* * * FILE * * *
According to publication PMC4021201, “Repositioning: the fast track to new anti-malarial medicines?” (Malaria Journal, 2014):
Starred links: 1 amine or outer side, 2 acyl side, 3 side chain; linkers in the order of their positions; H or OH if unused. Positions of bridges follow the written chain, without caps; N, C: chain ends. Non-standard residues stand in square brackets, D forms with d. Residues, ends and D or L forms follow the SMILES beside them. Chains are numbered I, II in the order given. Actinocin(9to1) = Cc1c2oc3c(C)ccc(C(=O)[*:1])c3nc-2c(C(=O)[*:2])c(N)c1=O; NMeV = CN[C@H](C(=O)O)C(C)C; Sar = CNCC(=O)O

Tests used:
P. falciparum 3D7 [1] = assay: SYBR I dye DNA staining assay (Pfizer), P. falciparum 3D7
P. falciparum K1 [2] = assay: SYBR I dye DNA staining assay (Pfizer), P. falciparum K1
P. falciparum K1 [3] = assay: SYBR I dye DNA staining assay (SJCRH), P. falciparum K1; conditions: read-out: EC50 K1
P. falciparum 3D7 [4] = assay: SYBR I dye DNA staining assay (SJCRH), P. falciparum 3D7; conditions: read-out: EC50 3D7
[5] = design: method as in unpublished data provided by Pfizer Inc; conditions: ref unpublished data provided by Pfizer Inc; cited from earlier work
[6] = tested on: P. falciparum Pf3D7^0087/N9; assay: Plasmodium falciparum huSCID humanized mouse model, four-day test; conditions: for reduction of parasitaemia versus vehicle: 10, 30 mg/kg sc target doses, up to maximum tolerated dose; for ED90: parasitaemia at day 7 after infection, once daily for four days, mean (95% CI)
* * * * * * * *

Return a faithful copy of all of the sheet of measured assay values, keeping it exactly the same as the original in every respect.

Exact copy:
According to publication PMC4021201, “Repositioning: the fast track to new anti-malarial medicines?” (Malaria Journal, 2014):
Starred links: 1 amine or outer side, 2 acyl side, 3 side chain; linkers in the order of their positions; H or OH if unused. Positions of bridges follow the written chain, without caps; N, C: chain ends. Non-standard residues stand in square brackets, D forms with d. Residues, ends and D or L forms follow the SMILES beside them. Chains are numbered I, II in the order given. Actinocin(9to1) = Cc1c2oc3c(C)ccc(C(=O)[*:1])c3nc-2c(C(=O)[*:2])c(N)c1=O; NMeV = CN[C@H](C(=O)O)C(C)C; Sar = CNCC(=O)O

Tests used:
P. falciparum 3D7 [1] = assay: SYBR I dye DNA staining assay (Pfizer), P. falciparum 3D7
P. falciparum K1 [2] = assay: SYBR I dye DNA staining assay (Pfizer), P. falciparum K1
P. falciparum K1 [3] = assay: SYBR I dye DNA staining assay (SJCRH), P. falciparum K1; conditions: read-out: EC50 K1
P. falciparum 3D7 [4] = assay: SYBR I dye DNA staining assay (SJCRH), P. falciparum 3D7; conditions: read-out: EC50 3D7
[5] = design: method as in unpublished data provided by Pfizer Inc; conditions: ref unpublished data provided by Pfizer Inc; cited from earlier work
[6] = tested on: P. falciparum Pf3D7^0087/N9; assay: Plasmodium falciparum huSCID humanized mouse model, four-day test; conditions: for reduction of parasitaemia versus vehicle: 10, 30 mg/kg sc target doses, up to maximum tolerated dose; for ED90: parasitaemia at day 7 after infection, once daily for four days, mean (95% CI)